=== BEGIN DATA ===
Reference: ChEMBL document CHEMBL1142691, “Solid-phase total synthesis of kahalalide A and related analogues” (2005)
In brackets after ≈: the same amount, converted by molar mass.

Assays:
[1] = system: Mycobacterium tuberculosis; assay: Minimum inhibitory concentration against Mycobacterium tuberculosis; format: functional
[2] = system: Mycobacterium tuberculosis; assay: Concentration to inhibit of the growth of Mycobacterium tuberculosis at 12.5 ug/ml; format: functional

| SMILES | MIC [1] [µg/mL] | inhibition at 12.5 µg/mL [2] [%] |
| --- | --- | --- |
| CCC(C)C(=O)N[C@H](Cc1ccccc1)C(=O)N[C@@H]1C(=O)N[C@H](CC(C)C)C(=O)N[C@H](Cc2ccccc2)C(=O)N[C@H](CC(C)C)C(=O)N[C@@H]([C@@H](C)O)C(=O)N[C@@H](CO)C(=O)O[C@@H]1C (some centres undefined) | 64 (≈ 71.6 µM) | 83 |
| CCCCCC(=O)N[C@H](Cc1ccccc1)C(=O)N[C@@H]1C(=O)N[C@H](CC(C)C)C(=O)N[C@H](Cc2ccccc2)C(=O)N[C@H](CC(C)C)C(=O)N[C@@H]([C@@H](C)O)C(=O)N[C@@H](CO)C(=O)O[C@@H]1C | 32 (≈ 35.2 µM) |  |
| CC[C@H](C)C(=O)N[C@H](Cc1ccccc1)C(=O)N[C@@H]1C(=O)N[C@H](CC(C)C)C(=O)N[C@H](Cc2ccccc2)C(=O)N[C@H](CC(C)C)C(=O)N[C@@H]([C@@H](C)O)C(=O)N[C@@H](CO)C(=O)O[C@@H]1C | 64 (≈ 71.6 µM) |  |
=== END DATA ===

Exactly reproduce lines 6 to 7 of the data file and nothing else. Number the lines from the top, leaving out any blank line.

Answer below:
| SMILES | MIC [1] [µg/mL] | inhibition at 12.5 µg/mL [2] [%] |
| --- | --- | --- |